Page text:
• Dr. Cynthia Breazeal, Associate Professor of Media Arts and Sciences at MIT, Founder and Chief Scientist of Jibo, Inc.
  • Dr. Thomas R. Eisenmann, Howard H. Stevenson Professor of Business Administration at the Harvard Business School, Faculty Co-Chair of the HBS Rock Center for Entrepreneurship
  • Dr. Alex ‘Sandy’ Pentland, MIT Professor and Media Lab Entrepreneurship Program Director
  • Dr. Manuela Veloso, Herbert A. Simon University Professor and Head of Machine Learning Department at Carnegie Mellon University
  • Dr. Peter Weinstock, Executive Director and Anesthesia Endowed Chair of the Boston Children’s Hospital Simulator Program and Associate Professor of Anesthesia at Harvard Medical School

Why did you start it?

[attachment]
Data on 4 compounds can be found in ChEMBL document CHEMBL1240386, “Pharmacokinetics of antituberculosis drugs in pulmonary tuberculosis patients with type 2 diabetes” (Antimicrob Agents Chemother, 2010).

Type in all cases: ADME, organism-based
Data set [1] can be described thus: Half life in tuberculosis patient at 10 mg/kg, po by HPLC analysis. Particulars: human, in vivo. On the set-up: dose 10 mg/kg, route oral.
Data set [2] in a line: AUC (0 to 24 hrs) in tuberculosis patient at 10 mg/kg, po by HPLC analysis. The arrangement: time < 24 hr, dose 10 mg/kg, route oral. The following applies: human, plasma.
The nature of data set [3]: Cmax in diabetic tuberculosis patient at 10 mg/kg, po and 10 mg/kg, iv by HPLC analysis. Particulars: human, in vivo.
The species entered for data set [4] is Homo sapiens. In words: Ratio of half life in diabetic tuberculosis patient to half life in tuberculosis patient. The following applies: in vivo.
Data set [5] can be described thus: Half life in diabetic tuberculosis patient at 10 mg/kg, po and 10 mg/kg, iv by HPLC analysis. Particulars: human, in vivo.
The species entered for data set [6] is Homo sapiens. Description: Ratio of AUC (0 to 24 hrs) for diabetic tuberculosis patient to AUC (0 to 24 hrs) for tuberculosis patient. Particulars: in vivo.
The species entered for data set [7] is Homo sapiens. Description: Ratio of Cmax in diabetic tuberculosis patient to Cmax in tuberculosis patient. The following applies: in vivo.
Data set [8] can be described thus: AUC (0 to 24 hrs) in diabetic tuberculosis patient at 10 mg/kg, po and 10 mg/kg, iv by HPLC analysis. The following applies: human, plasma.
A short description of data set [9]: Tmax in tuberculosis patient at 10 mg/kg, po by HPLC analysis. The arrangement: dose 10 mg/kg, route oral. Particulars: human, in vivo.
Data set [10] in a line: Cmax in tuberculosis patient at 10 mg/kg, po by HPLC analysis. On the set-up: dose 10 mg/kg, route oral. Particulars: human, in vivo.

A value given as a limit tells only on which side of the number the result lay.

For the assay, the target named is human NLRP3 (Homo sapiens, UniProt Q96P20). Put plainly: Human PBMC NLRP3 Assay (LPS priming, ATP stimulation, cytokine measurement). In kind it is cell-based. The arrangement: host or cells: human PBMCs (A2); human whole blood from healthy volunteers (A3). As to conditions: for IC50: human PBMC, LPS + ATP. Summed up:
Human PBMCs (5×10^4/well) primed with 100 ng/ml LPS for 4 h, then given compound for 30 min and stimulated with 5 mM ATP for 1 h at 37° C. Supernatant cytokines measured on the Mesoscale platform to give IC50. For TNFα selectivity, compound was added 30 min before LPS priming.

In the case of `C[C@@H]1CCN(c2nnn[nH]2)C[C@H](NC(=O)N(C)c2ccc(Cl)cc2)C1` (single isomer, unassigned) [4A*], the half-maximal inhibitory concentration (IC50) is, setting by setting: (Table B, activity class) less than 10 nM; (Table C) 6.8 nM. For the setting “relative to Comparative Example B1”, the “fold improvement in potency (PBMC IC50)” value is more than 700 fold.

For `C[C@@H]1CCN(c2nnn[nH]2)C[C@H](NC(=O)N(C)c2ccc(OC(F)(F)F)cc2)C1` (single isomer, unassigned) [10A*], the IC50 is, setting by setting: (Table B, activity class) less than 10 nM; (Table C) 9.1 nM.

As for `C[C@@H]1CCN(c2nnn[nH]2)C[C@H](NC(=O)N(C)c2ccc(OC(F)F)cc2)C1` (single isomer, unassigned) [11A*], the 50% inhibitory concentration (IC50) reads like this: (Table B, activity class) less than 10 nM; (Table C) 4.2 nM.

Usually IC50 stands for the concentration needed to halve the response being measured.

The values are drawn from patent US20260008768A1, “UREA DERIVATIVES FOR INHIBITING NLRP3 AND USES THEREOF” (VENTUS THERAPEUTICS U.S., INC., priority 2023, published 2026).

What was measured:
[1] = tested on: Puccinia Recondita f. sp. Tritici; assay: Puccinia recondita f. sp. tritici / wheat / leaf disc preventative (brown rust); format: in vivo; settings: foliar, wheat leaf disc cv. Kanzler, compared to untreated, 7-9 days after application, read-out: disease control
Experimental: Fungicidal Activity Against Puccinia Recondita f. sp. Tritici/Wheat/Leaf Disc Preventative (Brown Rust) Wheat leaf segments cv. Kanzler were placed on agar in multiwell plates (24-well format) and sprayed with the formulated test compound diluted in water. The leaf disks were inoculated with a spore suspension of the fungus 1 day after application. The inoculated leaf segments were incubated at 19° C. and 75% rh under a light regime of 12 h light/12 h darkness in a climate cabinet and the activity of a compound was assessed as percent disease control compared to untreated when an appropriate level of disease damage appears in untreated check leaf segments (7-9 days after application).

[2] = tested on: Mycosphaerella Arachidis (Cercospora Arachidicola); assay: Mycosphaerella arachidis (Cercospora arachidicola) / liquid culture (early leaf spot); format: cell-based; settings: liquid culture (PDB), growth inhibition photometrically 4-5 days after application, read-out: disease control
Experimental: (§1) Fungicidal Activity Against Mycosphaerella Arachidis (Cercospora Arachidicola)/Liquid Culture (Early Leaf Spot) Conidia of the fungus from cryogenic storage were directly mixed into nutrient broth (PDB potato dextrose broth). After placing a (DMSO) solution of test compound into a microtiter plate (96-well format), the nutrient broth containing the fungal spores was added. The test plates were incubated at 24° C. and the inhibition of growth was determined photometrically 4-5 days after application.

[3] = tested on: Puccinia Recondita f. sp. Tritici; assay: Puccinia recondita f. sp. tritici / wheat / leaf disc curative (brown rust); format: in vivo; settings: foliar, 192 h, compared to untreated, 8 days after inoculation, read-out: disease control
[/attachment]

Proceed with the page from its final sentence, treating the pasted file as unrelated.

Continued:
We started the Councils as we know that they can bring tremendous scale to the firm as we help harness the positive potential of AI across industries and markets. Because the Connect Council is a collaborative and vibrant body composed of the most influential thought leaders and innovators in academia and AI technology today — our team, our founders and portfolio companies, gain access to a brilliant collective of luminaries at the forefront of AI and innovation, who are committed to fueling its success and growth. These visionaries have extensive experience across AI, academia, startups and Fortune 500 companies. They are the catalysts in extending our reach, supporting our portfolio companies and advising us, and helping Glasswing become a cornerstone of the AI ecosystem. They also play a pivotal role in helping bring AI to its full potential in the broader ecosystem and society at large.